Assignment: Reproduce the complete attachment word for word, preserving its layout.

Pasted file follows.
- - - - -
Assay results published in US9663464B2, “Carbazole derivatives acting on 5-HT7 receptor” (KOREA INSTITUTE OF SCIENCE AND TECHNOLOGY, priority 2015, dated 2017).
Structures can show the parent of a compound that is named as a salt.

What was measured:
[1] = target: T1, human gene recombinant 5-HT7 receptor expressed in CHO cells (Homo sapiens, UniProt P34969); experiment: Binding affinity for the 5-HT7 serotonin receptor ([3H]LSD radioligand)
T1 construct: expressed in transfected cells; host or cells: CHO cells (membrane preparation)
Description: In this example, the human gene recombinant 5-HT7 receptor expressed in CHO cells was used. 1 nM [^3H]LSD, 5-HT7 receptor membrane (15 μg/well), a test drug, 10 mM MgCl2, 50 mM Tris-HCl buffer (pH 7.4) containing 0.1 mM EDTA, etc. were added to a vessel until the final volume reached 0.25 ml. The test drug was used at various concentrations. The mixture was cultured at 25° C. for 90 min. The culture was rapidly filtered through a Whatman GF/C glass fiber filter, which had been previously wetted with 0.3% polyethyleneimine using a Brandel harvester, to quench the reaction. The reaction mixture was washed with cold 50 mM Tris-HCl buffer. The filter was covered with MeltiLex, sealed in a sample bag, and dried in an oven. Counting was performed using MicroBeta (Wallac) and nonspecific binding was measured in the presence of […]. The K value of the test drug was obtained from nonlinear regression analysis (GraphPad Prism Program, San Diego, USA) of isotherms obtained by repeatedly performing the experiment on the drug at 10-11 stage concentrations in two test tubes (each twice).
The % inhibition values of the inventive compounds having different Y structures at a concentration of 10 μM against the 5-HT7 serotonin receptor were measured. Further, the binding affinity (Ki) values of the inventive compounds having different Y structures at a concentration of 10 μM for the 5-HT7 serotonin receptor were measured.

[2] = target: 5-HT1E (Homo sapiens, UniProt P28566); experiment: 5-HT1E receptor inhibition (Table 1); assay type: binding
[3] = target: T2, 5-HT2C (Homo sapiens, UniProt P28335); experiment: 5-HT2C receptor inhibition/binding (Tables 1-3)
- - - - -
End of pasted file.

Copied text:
Assay results published in US9663464B2, “Carbazole derivatives acting on 5-HT7 receptor” (KOREA INSTITUTE OF SCIENCE AND TECHNOLOGY, priority 2015, dated 2017).
Structures can show the parent of a compound that is named as a salt.

What was measured:
[1] = target: T1, human gene recombinant 5-HT7 receptor expressed in CHO cells (Homo sapiens, UniProt P34969); experiment: Binding affinity for the 5-HT7 serotonin receptor ([3H]LSD radioligand)
T1 construct: expressed in transfected cells; host or cells: CHO cells (membrane preparation)
Description: In this example, the human gene recombinant 5-HT7 receptor expressed in CHO cells was used. 1 nM [^3H]LSD, 5-HT7 receptor membrane (15 μg/well), a test drug, 10 mM MgCl2, 50 mM Tris-HCl buffer (pH 7.4) containing 0.1 mM EDTA, etc. were added to a vessel until the final volume reached 0.25 ml. The test drug was used at various concentrations. The mixture was cultured at 25° C. for 90 min. The culture was rapidly filtered through a Whatman GF/C glass fiber filter, which had been previously wetted with 0.3% polyethyleneimine using a Brandel harvester, to quench the reaction. The reaction mixture was washed with cold 50 mM Tris-HCl buffer. The filter was covered with MeltiLex, sealed in a sample bag, and dried in an oven. Counting was performed using MicroBeta (Wallac) and nonspecific binding was measured in the presence of […]. The K value of the test drug was obtained from nonlinear regression analysis (GraphPad Prism Program, San Diego, USA) of isotherms obtained by repeatedly performing the experiment on the drug at 10-11 stage concentrations in two test tubes (each twice).
The % inhibition values of the inventive compounds having different Y structures at a concentration of 10 μM against the 5-HT7 serotonin receptor were measured. Further, the binding affinity (Ki) values of the inventive compounds having different Y structures at a concentration of 10 μM for the 5-HT7 serotonin receptor were measured.

[2] = target: 5-HT1E (Homo sapiens, UniProt P28566); experiment: 5-HT1E receptor inhibition (Table 1); assay type: binding
[3] = target: T2, 5-HT2C (Homo sapiens, UniProt P28335); experiment: 5-HT2C receptor inhibition/binding (Tables 1-3)